SkiTheWorld.com

Taos Ski Valley Committed to Staffers

Taos Ski Valley has raised its starting pay for entry-level positions to $15 per hour, exceeding the living wage of $14.94 for Taos County, as stated by the MIT Living Wage Calculator. Taos Ski Valley’s living wage increase is coupled with a plan to expand staff housing, with the aim of providing an affordable lifestyle for Taos Ski Valley staff.

“Taos Ski Valley is committed to doing the right thing for its staffers, including offering not just a ‘good wage’ but a true living wage so its staffers can work at the resort, and live in the community,” said resort spokesperson Claire Mylott. Taos’s new $15 hourly starting rate is more than 40 percent above the state of New Mexico’s minimum wage.

The resort’s focus on a living wage rather than a minimum wage is deliberate. “We made a commitment to pay our staff a living wage several years ago and have continually updated our pay scale accordingly and do an annual pay equity analysis,” said Dawn Boulware, Taos vice president of social and environmental responsibility.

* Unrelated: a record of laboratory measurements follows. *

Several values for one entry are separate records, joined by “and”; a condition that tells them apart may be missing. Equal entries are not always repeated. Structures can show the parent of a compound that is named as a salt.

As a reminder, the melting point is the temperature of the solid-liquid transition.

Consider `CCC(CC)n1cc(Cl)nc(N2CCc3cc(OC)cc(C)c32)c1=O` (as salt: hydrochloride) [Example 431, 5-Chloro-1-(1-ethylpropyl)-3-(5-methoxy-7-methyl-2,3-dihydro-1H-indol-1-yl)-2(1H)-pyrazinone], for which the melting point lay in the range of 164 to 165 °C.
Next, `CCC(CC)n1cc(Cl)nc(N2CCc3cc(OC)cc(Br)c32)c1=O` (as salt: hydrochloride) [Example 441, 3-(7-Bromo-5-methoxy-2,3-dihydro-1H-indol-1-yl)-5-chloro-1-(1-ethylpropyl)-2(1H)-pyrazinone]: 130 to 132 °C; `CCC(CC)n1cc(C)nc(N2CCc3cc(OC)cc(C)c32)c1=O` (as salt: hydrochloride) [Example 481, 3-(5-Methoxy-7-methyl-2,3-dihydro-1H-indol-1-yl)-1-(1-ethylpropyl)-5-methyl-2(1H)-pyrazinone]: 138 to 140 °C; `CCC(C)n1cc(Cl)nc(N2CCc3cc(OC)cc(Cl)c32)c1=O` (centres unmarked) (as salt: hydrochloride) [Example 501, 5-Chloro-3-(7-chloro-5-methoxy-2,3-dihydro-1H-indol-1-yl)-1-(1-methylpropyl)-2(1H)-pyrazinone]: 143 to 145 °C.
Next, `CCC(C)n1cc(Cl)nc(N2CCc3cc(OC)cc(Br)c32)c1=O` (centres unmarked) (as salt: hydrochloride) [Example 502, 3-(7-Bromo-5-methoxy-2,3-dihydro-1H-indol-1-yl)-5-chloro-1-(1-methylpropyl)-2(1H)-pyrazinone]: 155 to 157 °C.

Taos also recognized a need to expand its affordable staff housing. The resort has 70 rooms and 100 beds currently available to staff, but plans to add 40 more rooms for the upcoming season.

In addition to expanding housing and increasing the starting wage, for the 2021-22 winter season, Taos, in conjunction with Spot Insurance, will offer full-time year-round and full-time seasonal staff 24/7 accident insurance with up to $25,000 of coverage per accident, even if they have existing health coverage. That coverage is in addition to existing benefits like a 401(k) plan, paid health days, and the ubiquitous free season pass.

The changes are driven at least in part by the resort’s mission as a Certified B Corp to conduct business in a manner that benefits employees, visitors, and the community through social responsibility, environmental sensitivity, and economic sustainability. Taos also has a more diverse workforce: More than 35 percent of the Taos workforce self-identifies as people of color, and almost 40 percent identifies as female.

“We still have work to do,” said Boulware. “But we know step one is ensuring our staff have a living wage, a place to live, and a socially responsible and inclusive working environment.”

Read more here about Taos social and environmental responsibility.

Warren Miller’s Journal

Archived